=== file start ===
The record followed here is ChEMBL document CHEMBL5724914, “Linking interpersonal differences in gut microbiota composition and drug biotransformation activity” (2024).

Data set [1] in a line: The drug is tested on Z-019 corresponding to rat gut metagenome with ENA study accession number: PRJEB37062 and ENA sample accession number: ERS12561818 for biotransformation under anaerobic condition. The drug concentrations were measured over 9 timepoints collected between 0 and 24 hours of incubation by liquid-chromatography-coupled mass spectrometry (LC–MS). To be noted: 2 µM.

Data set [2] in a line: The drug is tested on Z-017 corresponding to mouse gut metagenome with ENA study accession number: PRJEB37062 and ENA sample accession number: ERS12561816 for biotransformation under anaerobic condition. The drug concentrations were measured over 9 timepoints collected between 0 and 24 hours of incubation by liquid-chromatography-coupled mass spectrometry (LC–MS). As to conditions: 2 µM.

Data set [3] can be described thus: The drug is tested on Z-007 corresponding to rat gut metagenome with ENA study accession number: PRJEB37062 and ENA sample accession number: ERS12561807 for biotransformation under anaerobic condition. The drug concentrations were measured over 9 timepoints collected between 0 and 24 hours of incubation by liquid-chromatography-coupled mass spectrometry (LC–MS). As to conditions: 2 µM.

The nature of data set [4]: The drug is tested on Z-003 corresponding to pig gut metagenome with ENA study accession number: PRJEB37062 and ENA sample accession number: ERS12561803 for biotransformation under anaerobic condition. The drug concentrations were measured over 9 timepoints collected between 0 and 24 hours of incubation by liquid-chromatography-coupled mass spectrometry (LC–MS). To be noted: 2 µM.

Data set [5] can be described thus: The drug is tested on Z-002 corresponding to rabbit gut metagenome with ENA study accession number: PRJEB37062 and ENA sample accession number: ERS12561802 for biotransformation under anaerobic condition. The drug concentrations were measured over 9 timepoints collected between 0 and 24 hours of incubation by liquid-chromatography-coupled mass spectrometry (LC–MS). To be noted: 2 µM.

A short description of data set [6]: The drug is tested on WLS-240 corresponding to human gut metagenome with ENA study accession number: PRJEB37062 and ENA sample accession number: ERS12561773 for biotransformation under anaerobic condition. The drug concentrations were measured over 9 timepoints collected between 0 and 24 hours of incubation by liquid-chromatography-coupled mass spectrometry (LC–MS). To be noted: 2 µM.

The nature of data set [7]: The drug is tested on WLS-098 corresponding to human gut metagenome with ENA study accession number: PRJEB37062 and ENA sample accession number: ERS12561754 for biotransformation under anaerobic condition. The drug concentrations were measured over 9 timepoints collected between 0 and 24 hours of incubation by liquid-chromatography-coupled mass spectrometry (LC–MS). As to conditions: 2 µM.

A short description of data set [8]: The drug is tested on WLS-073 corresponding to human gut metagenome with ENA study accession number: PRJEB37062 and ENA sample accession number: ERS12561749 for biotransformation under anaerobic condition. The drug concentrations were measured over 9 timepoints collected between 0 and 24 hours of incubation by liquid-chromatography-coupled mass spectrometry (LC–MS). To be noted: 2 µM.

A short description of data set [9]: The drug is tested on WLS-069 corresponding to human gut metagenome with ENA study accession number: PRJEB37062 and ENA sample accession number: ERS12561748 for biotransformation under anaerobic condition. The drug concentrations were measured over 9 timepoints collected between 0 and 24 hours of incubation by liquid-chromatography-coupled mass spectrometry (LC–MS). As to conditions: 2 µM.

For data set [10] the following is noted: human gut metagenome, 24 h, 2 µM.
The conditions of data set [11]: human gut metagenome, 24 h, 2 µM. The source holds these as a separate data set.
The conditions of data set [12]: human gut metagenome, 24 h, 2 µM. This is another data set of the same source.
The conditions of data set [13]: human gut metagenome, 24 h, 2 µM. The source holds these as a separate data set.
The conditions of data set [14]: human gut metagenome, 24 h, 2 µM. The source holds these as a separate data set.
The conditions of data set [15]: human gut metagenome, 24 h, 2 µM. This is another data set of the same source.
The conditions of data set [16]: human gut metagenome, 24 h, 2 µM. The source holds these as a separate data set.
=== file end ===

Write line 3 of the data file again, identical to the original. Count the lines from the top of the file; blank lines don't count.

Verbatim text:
Data set [2] in a line: The drug is tested on Z-017 corresponding to mouse gut metagenome with ENA study accession number: PRJEB37062 and ENA sample accession number: ERS12561816 for biotransformation under anaerobic condition. The drug concentrations were measured over 9 timepoints collected between 0 and 24 hours of incubation by liquid-chromatography-coupled mass spectrometry (LC–MS). As to conditions: 2 µM.